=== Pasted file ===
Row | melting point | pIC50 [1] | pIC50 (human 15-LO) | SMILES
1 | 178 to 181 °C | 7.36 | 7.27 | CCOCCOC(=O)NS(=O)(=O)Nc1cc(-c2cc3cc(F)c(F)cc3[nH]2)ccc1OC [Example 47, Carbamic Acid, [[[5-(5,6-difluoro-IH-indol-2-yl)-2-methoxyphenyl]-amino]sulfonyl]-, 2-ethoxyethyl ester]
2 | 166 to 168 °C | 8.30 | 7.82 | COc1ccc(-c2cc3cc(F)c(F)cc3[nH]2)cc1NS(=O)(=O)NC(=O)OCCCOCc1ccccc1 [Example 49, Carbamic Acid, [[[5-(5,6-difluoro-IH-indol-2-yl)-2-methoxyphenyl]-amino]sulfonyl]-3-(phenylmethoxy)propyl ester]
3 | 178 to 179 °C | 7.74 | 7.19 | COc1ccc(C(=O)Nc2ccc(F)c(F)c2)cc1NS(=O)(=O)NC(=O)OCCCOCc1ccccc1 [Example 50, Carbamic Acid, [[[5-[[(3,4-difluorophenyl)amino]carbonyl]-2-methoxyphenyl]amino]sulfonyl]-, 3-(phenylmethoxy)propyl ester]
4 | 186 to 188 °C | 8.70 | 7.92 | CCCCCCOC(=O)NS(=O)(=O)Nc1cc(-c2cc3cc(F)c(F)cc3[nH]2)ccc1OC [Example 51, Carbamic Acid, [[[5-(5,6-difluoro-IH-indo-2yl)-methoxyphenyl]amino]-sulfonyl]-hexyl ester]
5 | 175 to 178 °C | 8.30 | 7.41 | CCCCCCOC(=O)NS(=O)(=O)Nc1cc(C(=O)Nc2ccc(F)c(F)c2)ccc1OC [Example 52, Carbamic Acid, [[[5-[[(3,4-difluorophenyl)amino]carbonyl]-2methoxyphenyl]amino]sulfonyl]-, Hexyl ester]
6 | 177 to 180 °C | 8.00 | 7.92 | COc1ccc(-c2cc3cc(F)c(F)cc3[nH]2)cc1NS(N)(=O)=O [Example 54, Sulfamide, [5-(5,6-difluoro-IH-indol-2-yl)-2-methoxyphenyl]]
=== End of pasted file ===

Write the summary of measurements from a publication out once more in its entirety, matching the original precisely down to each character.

Row | melting point | pIC50 [1] | pIC50 (human 15-LO) | SMILES
1 | 178 to 181 °C | 7.36 | 7.27 | CCOCCOC(=O)NS(=O)(=O)Nc1cc(-c2cc3cc(F)c(F)cc3[nH]2)ccc1OC [Example 47, Carbamic Acid, [[[5-(5,6-difluoro-IH-indol-2-yl)-2-methoxyphenyl]-amino]sulfonyl]-, 2-ethoxyethyl ester]
2 | 166 to 168 °C | 8.30 | 7.82 | COc1ccc(-c2cc3cc(F)c(F)cc3[nH]2)cc1NS(=O)(=O)NC(=O)OCCCOCc1ccccc1 [Example 49, Carbamic Acid, [[[5-(5,6-difluoro-IH-indol-2-yl)-2-methoxyphenyl]-amino]sulfonyl]-3-(phenylmethoxy)propyl ester]
3 | 178 to 179 °C | 7.74 | 7.19 | COc1ccc(C(=O)Nc2ccc(F)c(F)c2)cc1NS(=O)(=O)NC(=O)OCCCOCc1ccccc1 [Example 50, Carbamic Acid, [[[5-[[(3,4-difluorophenyl)amino]carbonyl]-2-methoxyphenyl]amino]sulfonyl]-, 3-(phenylmethoxy)propyl ester]
4 | 186 to 188 °C | 8.70 | 7.92 | CCCCCCOC(=O)NS(=O)(=O)Nc1cc(-c2cc3cc(F)c(F)cc3[nH]2)ccc1OC [Example 51, Carbamic Acid, [[[5-(5,6-difluoro-IH-indo-2yl)-methoxyphenyl]amino]-sulfonyl]-hexyl ester]
5 | 175 to 178 °C | 8.30 | 7.41 | CCCCCCOC(=O)NS(=O)(=O)Nc1cc(C(=O)Nc2ccc(F)c(F)c2)ccc1OC [Example 52, Carbamic Acid, [[[5-[[(3,4-difluorophenyl)amino]carbonyl]-2methoxyphenyl]amino]sulfonyl]-, Hexyl ester]
6 | 177 to 180 °C | 8.00 | 7.92 | COc1ccc(-c2cc3cc(F)c(F)cc3[nH]2)cc1NS(N)(=O)=O [Example 54, Sulfamide, [5-(5,6-difluoro-IH-indol-2-yl)-2-methoxyphenyl]]